30. 30. Vidal-Alaball J, et al. Telemedicine in the face of the COVID-19 pandemic. Aten Primaria. 2020; 52(6):418-422. doi: 10.1016/j.aprim.2020.04.003. (Accessed 10 May 2021)
  31. 31. Nimbalkar S B and Badodekar A R Survey of Future Technologies for Web Development. International Journal of Engineering Research & Technology (IJERT) Vol. 9 Issue 06,. (Accessed 10 May 2021)
  32. 32. Keselman A, et al. Evaluating the quality of health information in a changing digital ecosystem. J Med Internet Res 2019;21(2):e11129. doi: 10.2196/11129. (Accessed 5 May 2021)
  33. 33. Eysenbach G, and Diepgen T L. Towards quality management of medical information on the internet: evaluation, labelling, and filtering of information. BMJ (Clinical research ed.) 1998;, 317(7171), 1496-1500. (Accessed 5 May 2021)
  34. 34. Health on the Net. (Accessed 5 May 2021)
  35. 35. The COVID-19 infodemic: editorial. The Lancet Infectious Diseases, 2020; 20:8, p.875, (Accessed 12 May 2021)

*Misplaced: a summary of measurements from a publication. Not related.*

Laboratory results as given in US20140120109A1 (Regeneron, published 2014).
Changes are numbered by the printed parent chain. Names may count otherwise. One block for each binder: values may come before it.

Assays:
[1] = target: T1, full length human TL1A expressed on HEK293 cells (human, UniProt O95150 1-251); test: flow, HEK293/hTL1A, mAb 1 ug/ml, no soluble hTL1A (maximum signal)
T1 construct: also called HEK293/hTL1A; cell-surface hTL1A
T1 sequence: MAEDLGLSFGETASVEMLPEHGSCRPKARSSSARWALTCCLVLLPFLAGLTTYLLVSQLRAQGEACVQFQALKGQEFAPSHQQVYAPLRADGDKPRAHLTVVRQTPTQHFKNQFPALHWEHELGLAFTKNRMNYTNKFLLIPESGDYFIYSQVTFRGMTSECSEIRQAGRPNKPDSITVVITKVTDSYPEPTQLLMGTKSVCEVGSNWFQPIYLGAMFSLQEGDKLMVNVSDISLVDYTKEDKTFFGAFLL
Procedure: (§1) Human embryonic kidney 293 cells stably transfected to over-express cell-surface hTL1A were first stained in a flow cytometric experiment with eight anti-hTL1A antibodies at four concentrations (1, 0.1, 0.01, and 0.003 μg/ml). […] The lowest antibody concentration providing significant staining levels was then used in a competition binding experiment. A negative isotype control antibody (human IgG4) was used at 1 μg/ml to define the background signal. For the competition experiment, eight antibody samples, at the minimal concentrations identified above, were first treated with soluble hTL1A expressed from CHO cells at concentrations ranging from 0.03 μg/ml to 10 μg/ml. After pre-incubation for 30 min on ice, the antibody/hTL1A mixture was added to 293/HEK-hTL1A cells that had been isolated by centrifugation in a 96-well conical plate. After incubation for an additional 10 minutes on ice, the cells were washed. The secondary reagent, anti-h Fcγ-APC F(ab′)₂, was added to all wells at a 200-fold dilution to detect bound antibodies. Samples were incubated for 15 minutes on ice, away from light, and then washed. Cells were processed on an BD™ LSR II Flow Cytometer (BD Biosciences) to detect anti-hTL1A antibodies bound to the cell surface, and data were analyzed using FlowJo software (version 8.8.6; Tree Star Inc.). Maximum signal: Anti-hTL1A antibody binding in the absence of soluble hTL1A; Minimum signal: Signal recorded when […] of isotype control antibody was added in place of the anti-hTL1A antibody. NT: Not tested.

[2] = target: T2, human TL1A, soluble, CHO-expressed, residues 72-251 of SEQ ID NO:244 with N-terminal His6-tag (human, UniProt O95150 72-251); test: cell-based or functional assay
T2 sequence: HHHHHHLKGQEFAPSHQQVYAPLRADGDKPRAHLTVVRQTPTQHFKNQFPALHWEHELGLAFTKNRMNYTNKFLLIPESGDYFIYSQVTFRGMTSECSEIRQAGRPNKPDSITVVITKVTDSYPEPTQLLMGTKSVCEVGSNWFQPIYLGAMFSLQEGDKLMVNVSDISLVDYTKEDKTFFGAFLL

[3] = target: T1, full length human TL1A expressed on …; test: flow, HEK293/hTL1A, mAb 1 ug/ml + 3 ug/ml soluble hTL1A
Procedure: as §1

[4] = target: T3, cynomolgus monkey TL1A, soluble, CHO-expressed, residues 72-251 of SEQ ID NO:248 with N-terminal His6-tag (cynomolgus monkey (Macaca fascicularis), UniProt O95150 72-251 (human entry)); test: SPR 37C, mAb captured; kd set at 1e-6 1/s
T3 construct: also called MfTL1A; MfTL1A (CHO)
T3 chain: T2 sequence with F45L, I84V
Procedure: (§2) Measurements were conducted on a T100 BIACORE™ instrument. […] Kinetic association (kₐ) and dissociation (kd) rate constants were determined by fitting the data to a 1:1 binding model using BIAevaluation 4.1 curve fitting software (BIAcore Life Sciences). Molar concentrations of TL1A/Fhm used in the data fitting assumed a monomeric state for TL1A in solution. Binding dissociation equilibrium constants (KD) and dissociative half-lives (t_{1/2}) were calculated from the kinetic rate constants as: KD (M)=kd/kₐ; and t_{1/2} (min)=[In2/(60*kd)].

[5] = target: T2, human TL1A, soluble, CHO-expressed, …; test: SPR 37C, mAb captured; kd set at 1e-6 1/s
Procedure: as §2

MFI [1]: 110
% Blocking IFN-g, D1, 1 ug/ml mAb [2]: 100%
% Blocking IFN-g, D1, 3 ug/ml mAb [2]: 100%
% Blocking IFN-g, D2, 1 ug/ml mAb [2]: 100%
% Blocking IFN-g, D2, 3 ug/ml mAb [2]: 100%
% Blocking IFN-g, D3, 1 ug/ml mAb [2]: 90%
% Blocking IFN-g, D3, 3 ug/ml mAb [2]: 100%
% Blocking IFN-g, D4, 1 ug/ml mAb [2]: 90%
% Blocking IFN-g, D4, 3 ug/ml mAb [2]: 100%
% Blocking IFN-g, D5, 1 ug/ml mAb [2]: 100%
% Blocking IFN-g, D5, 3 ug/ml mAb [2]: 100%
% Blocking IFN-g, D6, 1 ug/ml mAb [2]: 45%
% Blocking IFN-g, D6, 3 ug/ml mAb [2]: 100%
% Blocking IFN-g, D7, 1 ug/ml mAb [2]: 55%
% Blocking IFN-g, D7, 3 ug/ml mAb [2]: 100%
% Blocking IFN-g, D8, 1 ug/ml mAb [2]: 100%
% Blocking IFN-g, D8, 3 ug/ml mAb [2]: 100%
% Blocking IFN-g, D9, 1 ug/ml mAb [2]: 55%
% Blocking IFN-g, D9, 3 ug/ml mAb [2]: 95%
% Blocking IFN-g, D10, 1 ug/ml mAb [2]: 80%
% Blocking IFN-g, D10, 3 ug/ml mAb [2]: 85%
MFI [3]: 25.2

36. 36. Weisbord S D, Soule J B and Kimmel P L. Brief report: poison on line—acute renal failure caused by oil of wormwood purchased through the internet. N Engl J Med. 1997;337:825. (Accessed 15 May 2021)
  37. 37. World Health Organization. Infodemic. (Accessed 19 May 2021)
  38. 38. Free C, et al. The Effectiveness of Mobile-Health Technologies to Improve Health Care Service Delivery Processes: A Systematic Review and Meta-Analysis. PLoS Med 2013; 10(1): e1001363. doi:10.1371/journal.pmed.1001363 (Accessed 10 May 2021)
  39. 39. World Health Organization. Opportunities and developments. Op Cit
  40. 40. US Food and Drug Administration. Device Software Functions Including Mobile Medical Applications, 2019. (Accessed 10 May 2021)
  41. 41. European Commission. Study on big data in public health, telemedicine and healthcare: Executive summary. (Accessed 10 June 2021)
  42. 42. Raghupathi W and Raghupathi V. Big data analytics in healthcare: promise and potential. Health Information Science and Systems 2014; 2:3 DOI: 10.1186/2047-2501-2-3 (Accessed 15 June 2021)
  43. 43. Institute for Health Technology Transformation, Transforming Health Care Through Big Data: Strategies for leveraging big data in the health care industry, New York, New York, 2013. (Accessed 12 June 2021)